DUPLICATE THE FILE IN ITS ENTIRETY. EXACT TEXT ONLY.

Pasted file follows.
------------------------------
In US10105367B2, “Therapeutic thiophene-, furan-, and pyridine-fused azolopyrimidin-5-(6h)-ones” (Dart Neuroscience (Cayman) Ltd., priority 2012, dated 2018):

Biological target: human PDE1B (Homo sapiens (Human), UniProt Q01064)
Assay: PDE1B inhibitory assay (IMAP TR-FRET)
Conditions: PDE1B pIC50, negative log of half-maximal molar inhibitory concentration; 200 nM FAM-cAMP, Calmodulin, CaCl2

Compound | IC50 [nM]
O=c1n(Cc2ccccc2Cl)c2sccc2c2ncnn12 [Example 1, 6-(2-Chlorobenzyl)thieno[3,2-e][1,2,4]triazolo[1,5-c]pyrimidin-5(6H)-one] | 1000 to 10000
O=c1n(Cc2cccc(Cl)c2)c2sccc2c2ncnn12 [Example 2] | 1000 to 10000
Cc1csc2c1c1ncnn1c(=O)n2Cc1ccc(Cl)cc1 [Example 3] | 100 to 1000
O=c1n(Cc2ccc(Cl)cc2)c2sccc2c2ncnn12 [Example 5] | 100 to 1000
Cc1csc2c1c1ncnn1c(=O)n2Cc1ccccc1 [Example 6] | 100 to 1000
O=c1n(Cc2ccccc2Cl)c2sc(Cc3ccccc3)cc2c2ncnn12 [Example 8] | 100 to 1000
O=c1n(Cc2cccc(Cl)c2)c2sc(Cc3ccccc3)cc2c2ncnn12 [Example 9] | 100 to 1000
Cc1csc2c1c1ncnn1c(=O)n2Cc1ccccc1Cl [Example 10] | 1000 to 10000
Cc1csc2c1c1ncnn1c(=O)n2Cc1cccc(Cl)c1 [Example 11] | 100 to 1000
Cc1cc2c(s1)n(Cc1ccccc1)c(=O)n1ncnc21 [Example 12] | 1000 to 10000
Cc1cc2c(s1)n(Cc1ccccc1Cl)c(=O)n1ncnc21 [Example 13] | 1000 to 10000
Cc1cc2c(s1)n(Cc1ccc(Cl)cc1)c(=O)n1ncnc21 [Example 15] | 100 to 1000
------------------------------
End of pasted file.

In US10105367B2, “Therapeutic thiophene-, furan-, and pyridine-fused azolopyrimidin-5-(6h)-ones” (Dart Neuroscience (Cayman) Ltd., priority 2012, dated 2018):

Biological target: human PDE1B (Homo sapiens (Human), UniProt Q01064)
Assay: PDE1B inhibitory assay (IMAP TR-FRET)
Conditions: PDE1B pIC50, negative log of half-maximal molar inhibitory concentration; 200 nM FAM-cAMP, Calmodulin, CaCl2

Compound | IC50 [nM]
O=c1n(Cc2ccccc2Cl)c2sccc2c2ncnn12 [Example 1, 6-(2-Chlorobenzyl)thieno[3,2-e][1,2,4]triazolo[1,5-c]pyrimidin-5(6H)-one] | 1000 to 10000
O=c1n(Cc2cccc(Cl)c2)c2sccc2c2ncnn12 [Example 2] | 1000 to 10000
Cc1csc2c1c1ncnn1c(=O)n2Cc1ccc(Cl)cc1 [Example 3] | 100 to 1000
O=c1n(Cc2ccc(Cl)cc2)c2sccc2c2ncnn12 [Example 5] | 100 to 1000
Cc1csc2c1c1ncnn1c(=O)n2Cc1ccccc1 [Example 6] | 100 to 1000
O=c1n(Cc2ccccc2Cl)c2sc(Cc3ccccc3)cc2c2ncnn12 [Example 8] | 100 to 1000
O=c1n(Cc2cccc(Cl)c2)c2sc(Cc3ccccc3)cc2c2ncnn12 [Example 9] | 100 to 1000
Cc1csc2c1c1ncnn1c(=O)n2Cc1ccccc1Cl [Example 10] | 1000 to 10000
Cc1csc2c1c1ncnn1c(=O)n2Cc1cccc(Cl)c1 [Example 11] | 100 to 1000
Cc1cc2c(s1)n(Cc1ccccc1)c(=O)n1ncnc21 [Example 12] | 1000 to 10000
Cc1cc2c(s1)n(Cc1ccccc1Cl)c(=O)n1ncnc21 [Example 13] | 1000 to 10000
Cc1cc2c(s1)n(Cc1ccc(Cl)cc1)c(=O)n1ncnc21 [Example 15] | 100 to 1000